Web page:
International travelers have long relied on receiving passport stamps when entering a country to document their entry. U.S. Customs and Border Protection is seeking to streamline its entry process and do away with old-fashioned passport entry stamps. Although the CBP’s move to digitization may seem efficient, it could make things more difficult for some foreign nationals.

In August 2022, CBP began a pilot program as part of its Simplified Arrival Program to eliminate ink stamps in passports as a means to verify the entry of foreign nationals. The ultimate goal is to streamline and digitize the entry process for travelers at all international airports across the United States. Technology is a good thing, but the elimination of passport stamps does raise some challenges and concerns for foreign nationals, in particular those seeking entry on temporary (nonimmigrant) visas.

As of October 2022, this no-stamp-on-entry program has been in effect at the following airports: Atlanta, Boston, Calgary, Chicago, Dallas, Houston, Los Angeles, Montreal, New York/Newark, San Francisco, Seattle, Toronto, and Washington Dulles, and Dublin, Ireland. The program has also been in effect at the following land points of entry: Buffalo, Detroit, El Paso, Laredo, San Diego, Seattle, and Tucson.

The joy of ink and paper

Although the I-94 entry document is the primary entry and governing document for a nonimmigrant, a passport stamp also has been a longstanding means of documenting that a valid entry was made. Both of these documents contained the location of entry, the date of entry, the classification in which the individual was admitted (such as H-1B, F-1 student, or business or tourist visitor), and the end date of the authorized period of entry.

Proof of being lawfully admitted to the United States is essential for all foreign nationals. This is especially true for those entering on nonimmigrant (temporary) visas for employment, educational, or other purposes, such as a visit for business or pleasure. These foreign nationals, in immigration filings, or when requested by CBP or the U.S. Citizenship and Immigration Services, must be able to prove that they are maintaining their status as authorized on admission.

In addition to the phasing out of passport entry stamps, CBP several years ago eliminated paper I-94 forms and substituted online forms. With the electronic form, the foreign national must remember – post entry – to obtain an online copy of the I-94 and to verify its accuracy. This is in contrast to a passport entry stamp, which can be reviewed when in the presence of the CBP officer.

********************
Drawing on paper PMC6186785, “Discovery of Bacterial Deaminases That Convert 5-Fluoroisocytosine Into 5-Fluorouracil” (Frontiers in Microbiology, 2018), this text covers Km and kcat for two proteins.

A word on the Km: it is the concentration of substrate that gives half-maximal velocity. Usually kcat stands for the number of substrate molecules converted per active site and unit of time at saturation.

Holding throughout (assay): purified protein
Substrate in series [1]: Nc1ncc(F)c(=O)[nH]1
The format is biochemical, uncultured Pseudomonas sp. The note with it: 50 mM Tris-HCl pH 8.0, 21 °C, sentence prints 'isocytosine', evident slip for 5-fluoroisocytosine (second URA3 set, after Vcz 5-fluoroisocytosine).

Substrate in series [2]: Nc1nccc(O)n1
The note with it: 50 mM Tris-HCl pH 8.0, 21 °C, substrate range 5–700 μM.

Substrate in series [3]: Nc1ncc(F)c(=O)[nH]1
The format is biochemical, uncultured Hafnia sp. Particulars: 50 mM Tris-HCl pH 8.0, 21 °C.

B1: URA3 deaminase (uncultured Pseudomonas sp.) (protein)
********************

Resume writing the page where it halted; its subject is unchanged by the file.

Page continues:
Another concern is that errors are not unusual with the electronic I-94. According to the American Immigration Lawyers Association, the electronic I-94 sometimes has the wrong nonimmigrant classification, which can have serious consequences for the foreign national. For example, if a person with a work visa is misclassified as a tourist, the person cannot be employed until the error is corrected. After leaving the point of entry, these I-94 errors can be corrected, but doing so is more difficult when there is no passport stamp to use as a reference.

The elimination of passport stamps also affects lawful permanent residents. Although they do not have I-94s, there may be circumstances in which lawful permanent residents need to prove their presence in the United States. For example, when filing an N-400 Application for Naturalization, the lawful permanent resident must prove that he or she was physically in the United States for at least 50 percent of the applicable three-year or five-year eligibility period. Without an I-94 or passport stamp, N-400 applicants will need to keep other records proving their entry and continuing presence in the United States.


It should be no surprise that the AILA says the evolution to all-digital entry “is here to stay.” Therefore, employers should assist and encourage nonimmigrant workers to do the following at the affected points of entry:

  • Ask the CBP officer to stamp their passports upon entry. The AILA advises that “CBP also indicated that officers can continue to stamp passports upon request, although anecdotally, some ports are not complying with these requests.”
  • Promptly after entry, obtain an electronic I-94 from the CBP website, review it for accuracy, and address any errors with the help of their employers or attorneys.

Lawful permanent residents should do the following:

  • Ask the CBP officer to stamp their passports upon entry.
  • Obtain and keep other records proving their entry into, and continuous presence in, the United States.

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